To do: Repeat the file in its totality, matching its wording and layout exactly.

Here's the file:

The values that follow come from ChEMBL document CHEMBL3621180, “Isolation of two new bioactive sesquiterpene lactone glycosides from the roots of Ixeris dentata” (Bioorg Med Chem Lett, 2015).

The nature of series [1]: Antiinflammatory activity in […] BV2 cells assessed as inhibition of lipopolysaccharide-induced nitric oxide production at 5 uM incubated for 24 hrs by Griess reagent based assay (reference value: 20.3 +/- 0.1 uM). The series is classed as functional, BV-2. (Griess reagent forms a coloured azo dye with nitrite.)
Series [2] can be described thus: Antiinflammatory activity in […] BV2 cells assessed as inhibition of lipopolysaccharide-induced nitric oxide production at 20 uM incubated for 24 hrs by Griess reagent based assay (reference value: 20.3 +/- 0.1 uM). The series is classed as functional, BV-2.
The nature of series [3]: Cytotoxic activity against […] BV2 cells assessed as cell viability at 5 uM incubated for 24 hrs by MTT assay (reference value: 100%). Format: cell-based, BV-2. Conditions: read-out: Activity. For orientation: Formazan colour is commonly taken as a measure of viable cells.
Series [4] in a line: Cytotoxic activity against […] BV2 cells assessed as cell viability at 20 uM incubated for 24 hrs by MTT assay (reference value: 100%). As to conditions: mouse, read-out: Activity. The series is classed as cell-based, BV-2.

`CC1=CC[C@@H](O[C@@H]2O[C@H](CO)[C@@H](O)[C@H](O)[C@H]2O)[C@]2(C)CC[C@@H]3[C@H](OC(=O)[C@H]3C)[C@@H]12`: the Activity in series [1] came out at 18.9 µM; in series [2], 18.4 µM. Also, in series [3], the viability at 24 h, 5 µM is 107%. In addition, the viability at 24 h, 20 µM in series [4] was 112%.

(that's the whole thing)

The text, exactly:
The values that follow come from ChEMBL document CHEMBL3621180, “Isolation of two new bioactive sesquiterpene lactone glycosides from the roots of Ixeris dentata” (Bioorg Med Chem Lett, 2015).

The nature of series [1]: Antiinflammatory activity in […] BV2 cells assessed as inhibition of lipopolysaccharide-induced nitric oxide production at 5 uM incubated for 24 hrs by Griess reagent based assay (reference value: 20.3 +/- 0.1 uM). The series is classed as functional, BV-2. (Griess reagent forms a coloured azo dye with nitrite.)
Series [2] can be described thus: Antiinflammatory activity in […] BV2 cells assessed as inhibition of lipopolysaccharide-induced nitric oxide production at 20 uM incubated for 24 hrs by Griess reagent based assay (reference value: 20.3 +/- 0.1 uM). The series is classed as functional, BV-2.
The nature of series [3]: Cytotoxic activity against […] BV2 cells assessed as cell viability at 5 uM incubated for 24 hrs by MTT assay (reference value: 100%). Format: cell-based, BV-2. Conditions: read-out: Activity. For orientation: Formazan colour is commonly taken as a measure of viable cells.
Series [4] in a line: Cytotoxic activity against […] BV2 cells assessed as cell viability at 20 uM incubated for 24 hrs by MTT assay (reference value: 100%). As to conditions: mouse, read-out: Activity. The series is classed as cell-based, BV-2.

`CC1=CC[C@@H](O[C@@H]2O[C@H](CO)[C@@H](O)[C@H](O)[C@H]2O)[C@]2(C)CC[C@@H]3[C@H](OC(=O)[C@H]3C)[C@@H]12`: the Activity in series [1] came out at 18.9 µM; in series [2], 18.4 µM. Also, in series [3], the viability at 24 h, 5 µM is 107%. In addition, the viability at 24 h, 20 µM in series [4] was 112%.